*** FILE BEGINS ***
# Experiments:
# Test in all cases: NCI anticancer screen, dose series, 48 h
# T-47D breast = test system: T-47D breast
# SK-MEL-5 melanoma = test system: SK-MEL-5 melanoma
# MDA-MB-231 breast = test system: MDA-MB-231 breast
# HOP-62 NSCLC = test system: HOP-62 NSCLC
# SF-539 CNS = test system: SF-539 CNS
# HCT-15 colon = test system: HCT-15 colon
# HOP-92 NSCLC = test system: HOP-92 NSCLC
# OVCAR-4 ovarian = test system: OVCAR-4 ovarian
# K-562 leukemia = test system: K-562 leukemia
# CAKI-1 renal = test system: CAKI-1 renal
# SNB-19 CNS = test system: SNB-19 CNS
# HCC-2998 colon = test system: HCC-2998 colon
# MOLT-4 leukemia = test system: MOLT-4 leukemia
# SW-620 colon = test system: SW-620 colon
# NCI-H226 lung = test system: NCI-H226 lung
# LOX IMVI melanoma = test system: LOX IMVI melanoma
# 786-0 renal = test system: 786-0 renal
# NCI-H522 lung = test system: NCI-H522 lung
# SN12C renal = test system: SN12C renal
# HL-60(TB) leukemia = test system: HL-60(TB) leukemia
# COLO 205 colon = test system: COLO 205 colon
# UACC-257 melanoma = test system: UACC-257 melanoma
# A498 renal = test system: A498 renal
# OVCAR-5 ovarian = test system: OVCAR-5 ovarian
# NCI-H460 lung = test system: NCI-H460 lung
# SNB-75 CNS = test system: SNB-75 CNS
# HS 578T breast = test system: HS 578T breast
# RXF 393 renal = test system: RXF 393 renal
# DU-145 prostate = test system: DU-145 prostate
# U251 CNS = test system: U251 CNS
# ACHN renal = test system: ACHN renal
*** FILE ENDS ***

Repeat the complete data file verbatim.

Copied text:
# Experiments:
# Test in all cases: NCI anticancer screen, dose series, 48 h
# T-47D breast = test system: T-47D breast
# SK-MEL-5 melanoma = test system: SK-MEL-5 melanoma
# MDA-MB-231 breast = test system: MDA-MB-231 breast
# HOP-62 NSCLC = test system: HOP-62 NSCLC
# SF-539 CNS = test system: SF-539 CNS
# HCT-15 colon = test system: HCT-15 colon
# HOP-92 NSCLC = test system: HOP-92 NSCLC
# OVCAR-4 ovarian = test system: OVCAR-4 ovarian
# K-562 leukemia = test system: K-562 leukemia
# CAKI-1 renal = test system: CAKI-1 renal
# SNB-19 CNS = test system: SNB-19 CNS
# HCC-2998 colon = test system: HCC-2998 colon
# MOLT-4 leukemia = test system: MOLT-4 leukemia
# SW-620 colon = test system: SW-620 colon
# NCI-H226 lung = test system: NCI-H226 lung
# LOX IMVI melanoma = test system: LOX IMVI melanoma
# 786-0 renal = test system: 786-0 renal
# NCI-H522 lung = test system: NCI-H522 lung
# SN12C renal = test system: SN12C renal
# HL-60(TB) leukemia = test system: HL-60(TB) leukemia
# COLO 205 colon = test system: COLO 205 colon
# UACC-257 melanoma = test system: UACC-257 melanoma
# A498 renal = test system: A498 renal
# OVCAR-5 ovarian = test system: OVCAR-5 ovarian
# NCI-H460 lung = test system: NCI-H460 lung
# SNB-75 CNS = test system: SNB-75 CNS
# HS 578T breast = test system: HS 578T breast
# RXF 393 renal = test system: RXF 393 renal
# DU-145 prostate = test system: DU-145 prostate
# U251 CNS = test system: U251 CNS
# ACHN renal = test system: ACHN renal